Case Study

A Need To Standardize Scanning Hardware For Efficiency, Cost Effectiveness

Source: Fujitsu Computer Products of America, Inc.
Standardize Scanning Hardware

Sharp HealthCare is a not-for-profit regional healthcare system that serves a population of about 3 million people in San Diego County, California. It includes four acute-care hospitals, three specialty hospitals, two medical groups, and a range of other facilities and services. Sharp has 2,087 beds and about 16,000 employees—in addition to nearly 4,200 staff and medical group physicians—and reported $3 billion in revenue in its latest fiscal year.

Problem: Hundreds of mismatched scanners

Sharp is not just a large medical presence in the San Diego area, it’s also a technology leader. The organization’s pursuit of leading-edge technology has earned it widespread recognition, including accolades from sources such as Computerworld, InformationWeek, Healthcare IT News, and Hospitals & Health Networks magazine.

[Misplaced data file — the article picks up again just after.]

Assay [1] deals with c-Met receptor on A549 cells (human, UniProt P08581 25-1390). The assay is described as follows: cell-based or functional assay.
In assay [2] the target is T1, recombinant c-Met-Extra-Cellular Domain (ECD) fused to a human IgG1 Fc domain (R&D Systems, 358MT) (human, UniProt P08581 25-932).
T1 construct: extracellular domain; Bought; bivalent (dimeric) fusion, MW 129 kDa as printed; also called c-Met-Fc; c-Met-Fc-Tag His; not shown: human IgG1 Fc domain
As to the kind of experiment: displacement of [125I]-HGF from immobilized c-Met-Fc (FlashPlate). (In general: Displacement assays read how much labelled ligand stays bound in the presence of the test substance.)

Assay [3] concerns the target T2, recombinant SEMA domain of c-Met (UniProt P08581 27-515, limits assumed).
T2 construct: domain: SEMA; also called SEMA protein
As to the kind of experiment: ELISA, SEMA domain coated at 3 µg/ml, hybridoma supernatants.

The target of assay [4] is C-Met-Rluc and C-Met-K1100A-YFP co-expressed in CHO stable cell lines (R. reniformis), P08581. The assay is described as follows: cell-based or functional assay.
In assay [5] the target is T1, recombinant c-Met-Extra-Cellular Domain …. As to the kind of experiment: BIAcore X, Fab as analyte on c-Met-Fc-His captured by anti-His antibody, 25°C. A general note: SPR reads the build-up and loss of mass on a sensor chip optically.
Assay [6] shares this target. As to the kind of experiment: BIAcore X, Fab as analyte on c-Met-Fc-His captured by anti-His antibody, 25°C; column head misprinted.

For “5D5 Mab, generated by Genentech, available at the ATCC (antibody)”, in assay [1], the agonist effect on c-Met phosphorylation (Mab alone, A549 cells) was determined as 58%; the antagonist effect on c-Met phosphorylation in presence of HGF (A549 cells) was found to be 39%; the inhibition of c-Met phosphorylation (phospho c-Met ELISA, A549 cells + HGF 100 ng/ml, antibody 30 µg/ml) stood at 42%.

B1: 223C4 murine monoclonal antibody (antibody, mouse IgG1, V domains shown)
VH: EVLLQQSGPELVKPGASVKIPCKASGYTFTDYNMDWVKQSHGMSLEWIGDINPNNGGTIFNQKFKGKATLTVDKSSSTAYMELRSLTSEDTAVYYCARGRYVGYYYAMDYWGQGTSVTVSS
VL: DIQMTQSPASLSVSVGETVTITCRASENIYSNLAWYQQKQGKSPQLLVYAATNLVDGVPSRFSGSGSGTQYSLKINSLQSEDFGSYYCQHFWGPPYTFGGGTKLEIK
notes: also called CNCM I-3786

One critical aspect of operating such a sprawling, information- intensive enterprise is capturing all of the information related to patient care—information that often takes the form of paper documents and identification that has to be scanned and incorporated into Sharp’s business and electronic medical records (EMR) systems.

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